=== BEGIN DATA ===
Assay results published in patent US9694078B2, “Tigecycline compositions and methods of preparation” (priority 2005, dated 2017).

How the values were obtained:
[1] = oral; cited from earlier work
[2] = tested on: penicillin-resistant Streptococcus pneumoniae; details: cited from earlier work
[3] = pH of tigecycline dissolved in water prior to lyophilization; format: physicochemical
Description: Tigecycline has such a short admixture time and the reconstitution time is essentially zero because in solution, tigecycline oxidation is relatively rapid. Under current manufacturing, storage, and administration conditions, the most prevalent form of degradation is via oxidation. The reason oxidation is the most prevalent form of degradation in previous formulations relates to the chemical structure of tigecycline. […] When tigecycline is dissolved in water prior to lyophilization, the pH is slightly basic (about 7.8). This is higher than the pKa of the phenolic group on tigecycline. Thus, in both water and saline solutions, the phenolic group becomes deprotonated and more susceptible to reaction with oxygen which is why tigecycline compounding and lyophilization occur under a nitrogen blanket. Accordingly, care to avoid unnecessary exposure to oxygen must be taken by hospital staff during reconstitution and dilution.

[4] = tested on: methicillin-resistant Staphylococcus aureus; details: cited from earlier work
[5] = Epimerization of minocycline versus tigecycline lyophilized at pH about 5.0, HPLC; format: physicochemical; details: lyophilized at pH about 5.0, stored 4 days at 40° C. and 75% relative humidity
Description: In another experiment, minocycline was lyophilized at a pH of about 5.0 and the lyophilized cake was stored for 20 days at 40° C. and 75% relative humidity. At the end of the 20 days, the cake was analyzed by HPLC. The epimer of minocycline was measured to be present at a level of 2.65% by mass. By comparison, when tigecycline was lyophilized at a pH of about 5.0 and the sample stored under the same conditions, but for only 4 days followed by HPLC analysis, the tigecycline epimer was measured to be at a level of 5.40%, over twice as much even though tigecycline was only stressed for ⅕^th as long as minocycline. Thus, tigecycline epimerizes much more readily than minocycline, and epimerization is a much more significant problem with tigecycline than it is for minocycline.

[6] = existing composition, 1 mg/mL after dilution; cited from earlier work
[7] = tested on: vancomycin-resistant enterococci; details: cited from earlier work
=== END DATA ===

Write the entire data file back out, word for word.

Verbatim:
Assay results published in patent US9694078B2, “Tigecycline compositions and methods of preparation” (priority 2005, dated 2017).

How the values were obtained:
[1] = oral; cited from earlier work
[2] = tested on: penicillin-resistant Streptococcus pneumoniae; details: cited from earlier work
[3] = pH of tigecycline dissolved in water prior to lyophilization; format: physicochemical
Description: Tigecycline has such a short admixture time and the reconstitution time is essentially zero because in solution, tigecycline oxidation is relatively rapid. Under current manufacturing, storage, and administration conditions, the most prevalent form of degradation is via oxidation. The reason oxidation is the most prevalent form of degradation in previous formulations relates to the chemical structure of tigecycline. […] When tigecycline is dissolved in water prior to lyophilization, the pH is slightly basic (about 7.8). This is higher than the pKa of the phenolic group on tigecycline. Thus, in both water and saline solutions, the phenolic group becomes deprotonated and more susceptible to reaction with oxygen which is why tigecycline compounding and lyophilization occur under a nitrogen blanket. Accordingly, care to avoid unnecessary exposure to oxygen must be taken by hospital staff during reconstitution and dilution.

[4] = tested on: methicillin-resistant Staphylococcus aureus; details: cited from earlier work
[5] = Epimerization of minocycline versus tigecycline lyophilized at pH about 5.0, HPLC; format: physicochemical; details: lyophilized at pH about 5.0, stored 4 days at 40° C. and 75% relative humidity
Description: In another experiment, minocycline was lyophilized at a pH of about 5.0 and the lyophilized cake was stored for 20 days at 40° C. and 75% relative humidity. At the end of the 20 days, the cake was analyzed by HPLC. The epimer of minocycline was measured to be present at a level of 2.65% by mass. By comparison, when tigecycline was lyophilized at a pH of about 5.0 and the sample stored under the same conditions, but for only 4 days followed by HPLC analysis, the tigecycline epimer was measured to be at a level of 5.40%, over twice as much even though tigecycline was only stressed for ⅕^th as long as minocycline. Thus, tigecycline epimerizes much more readily than minocycline, and epimerization is a much more significant problem with tigecycline than it is for minocycline.

[6] = existing composition, 1 mg/mL after dilution; cited from earlier work
[7] = tested on: vancomycin-resistant enterococci; details: cited from earlier work